Acne is a common, long-term disorder affecting the hair follicle and sebaceous gland, in which there is expansion and blockage of the follicle and inflammation of the pore.
A whitehead forms when excess oil and dead skin cells build up and plug the opening of a pore. 3 Over time, as the buildup accumulates and oxidises, it turns black.
When bacteria become trapped within a pore that is blocked by an accumulation of excess oil and dead skin cells, it can multiply, leading to inflammation and the formation of a pimple. In cases where the inflammation penetrates deeper into the skin, it can give rise to a tender or painful nodule or cyst. Cysts are characterised by their softer texture and the presence of pus, while nodules feel harder to the touch.
Acne breakouts can lead to permanent scars when treated poorly for an extended period of time. More commonly, acne may leave dark marks seen as red, pink, purple, black or brown spots called post-inflammatory hyperpigmentation (PIH).
Depending on how dark the spot is, it can take more than a year to fade naturally. In order to speed up to recovery, there are treatments and chemical peels available to help your skin look fresh.
Read more information on acne scars here. and our guide on PIH here.
Over-the-counter or pharmacy-sold skincare products can help to manage acne through ingredients such as salicylic acid that help to unclog pores.
There are also pills available to help manage acne. Here are some available treatments.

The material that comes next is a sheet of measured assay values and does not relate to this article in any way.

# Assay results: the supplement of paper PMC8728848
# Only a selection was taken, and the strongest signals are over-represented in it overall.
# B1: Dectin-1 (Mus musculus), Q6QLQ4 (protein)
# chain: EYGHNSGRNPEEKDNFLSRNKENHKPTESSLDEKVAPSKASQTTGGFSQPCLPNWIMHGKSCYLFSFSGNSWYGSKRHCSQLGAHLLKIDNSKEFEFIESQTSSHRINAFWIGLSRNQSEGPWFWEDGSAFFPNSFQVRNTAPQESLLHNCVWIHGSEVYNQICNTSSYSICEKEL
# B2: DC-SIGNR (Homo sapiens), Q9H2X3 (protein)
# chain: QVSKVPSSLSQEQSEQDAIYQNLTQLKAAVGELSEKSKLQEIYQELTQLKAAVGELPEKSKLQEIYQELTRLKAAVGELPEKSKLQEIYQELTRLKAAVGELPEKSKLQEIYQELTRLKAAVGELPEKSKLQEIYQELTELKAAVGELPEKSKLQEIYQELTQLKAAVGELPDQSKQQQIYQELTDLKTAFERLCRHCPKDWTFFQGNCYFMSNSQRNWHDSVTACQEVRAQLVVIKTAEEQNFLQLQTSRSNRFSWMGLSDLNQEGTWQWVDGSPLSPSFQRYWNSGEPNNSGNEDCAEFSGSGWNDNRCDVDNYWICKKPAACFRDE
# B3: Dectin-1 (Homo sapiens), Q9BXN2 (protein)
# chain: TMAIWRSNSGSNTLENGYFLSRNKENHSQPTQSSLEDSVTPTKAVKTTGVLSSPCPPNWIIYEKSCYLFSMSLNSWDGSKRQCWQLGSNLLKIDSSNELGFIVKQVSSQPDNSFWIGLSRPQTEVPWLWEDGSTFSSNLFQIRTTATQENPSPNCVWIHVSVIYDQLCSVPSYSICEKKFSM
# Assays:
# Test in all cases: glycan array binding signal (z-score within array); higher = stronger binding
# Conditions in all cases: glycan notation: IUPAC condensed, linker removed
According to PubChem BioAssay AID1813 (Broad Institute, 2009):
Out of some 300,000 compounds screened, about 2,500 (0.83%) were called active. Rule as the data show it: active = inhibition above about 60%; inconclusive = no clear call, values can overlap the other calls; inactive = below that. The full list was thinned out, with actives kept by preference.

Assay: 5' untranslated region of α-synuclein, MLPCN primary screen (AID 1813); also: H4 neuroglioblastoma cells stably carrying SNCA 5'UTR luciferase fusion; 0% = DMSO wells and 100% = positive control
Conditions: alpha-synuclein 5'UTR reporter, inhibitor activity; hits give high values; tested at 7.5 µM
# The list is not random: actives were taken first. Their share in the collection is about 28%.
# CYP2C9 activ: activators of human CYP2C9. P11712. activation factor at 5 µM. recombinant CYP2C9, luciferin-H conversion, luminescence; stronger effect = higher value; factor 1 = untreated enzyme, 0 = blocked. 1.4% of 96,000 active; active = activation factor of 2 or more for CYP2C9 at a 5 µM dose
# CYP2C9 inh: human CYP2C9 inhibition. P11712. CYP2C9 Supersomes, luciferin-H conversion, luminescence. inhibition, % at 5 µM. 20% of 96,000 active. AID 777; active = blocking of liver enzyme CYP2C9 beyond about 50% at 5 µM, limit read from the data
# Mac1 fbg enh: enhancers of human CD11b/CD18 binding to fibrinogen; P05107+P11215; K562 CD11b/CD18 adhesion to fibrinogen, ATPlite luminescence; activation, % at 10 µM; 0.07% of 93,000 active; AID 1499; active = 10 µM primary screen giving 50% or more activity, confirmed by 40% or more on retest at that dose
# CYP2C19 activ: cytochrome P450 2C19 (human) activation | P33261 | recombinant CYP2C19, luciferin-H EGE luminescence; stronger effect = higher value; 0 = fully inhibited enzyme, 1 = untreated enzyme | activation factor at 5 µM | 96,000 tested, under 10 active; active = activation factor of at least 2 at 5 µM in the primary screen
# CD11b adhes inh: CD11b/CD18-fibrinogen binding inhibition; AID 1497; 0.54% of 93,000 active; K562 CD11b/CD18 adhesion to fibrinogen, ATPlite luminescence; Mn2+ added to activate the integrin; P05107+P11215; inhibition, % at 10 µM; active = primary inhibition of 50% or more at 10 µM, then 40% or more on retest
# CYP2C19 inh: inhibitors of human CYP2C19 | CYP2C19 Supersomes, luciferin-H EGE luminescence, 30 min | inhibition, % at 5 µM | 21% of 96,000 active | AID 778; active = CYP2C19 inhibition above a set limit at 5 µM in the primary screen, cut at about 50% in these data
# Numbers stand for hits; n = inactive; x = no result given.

While it is used sparingly, steroid injections may be recommended for a large, extremely painful and deep nodule. This can rapidly relieve the pain and size of the breakout within 3 days.
Through a blue and red light combination, LED phototherapy is an effective and safe treatment for mild to moderately severe acne vulgaris.
Laser therapies are a useful treatment modality and can enhance treatment response when used in conjunction with topical and oral treatments7. Specifically, the picosecond laser is highly recommended for people unable to follow an oral or topical medication regimen.8 Patients typically require multiple sessions to achieve the desired results, with future maintenance.
Yes, you may continue to use makeup but make sure to remove all makeup before going to bed with an oil-free makeup remover and a gentle cleanser. For optimal hygiene, clean your makeup brushes every week to prevent breakouts.
Findings from a few studies suggest that following a low-glycaemic diet (low sugar level) may reduce the severity of acne. Low-glycaemic foods include most fresh vegetables, some fresh fruits, beans and oats. An American study of 2,258 patients found that a low-glycaemic diet reduced acne, with 87% of patients saying they had less acne, and 91% saying they needed less acne medication.11
In another study, 47,355 adult women were surveyed about their dietary habits. It found that women who drank 2 or more glasses of skimmed milk a day were 44% more likely to have acne than others.12
More research is needed to confirm ongoing scientific theories regarding food-related worsening of acne. In our medical experience, food intolerances or specific dietary restrictions are also highly specific to each individual. Do note that what works for you may not work for someone else.
Dr Vicki Leong, MBBS (Melbourne), MRCP (UK), Postgrad Diploma in Clinical Dermatology (Cardiff)
Dr Sarah Teo, MBBChBAO (Ireland)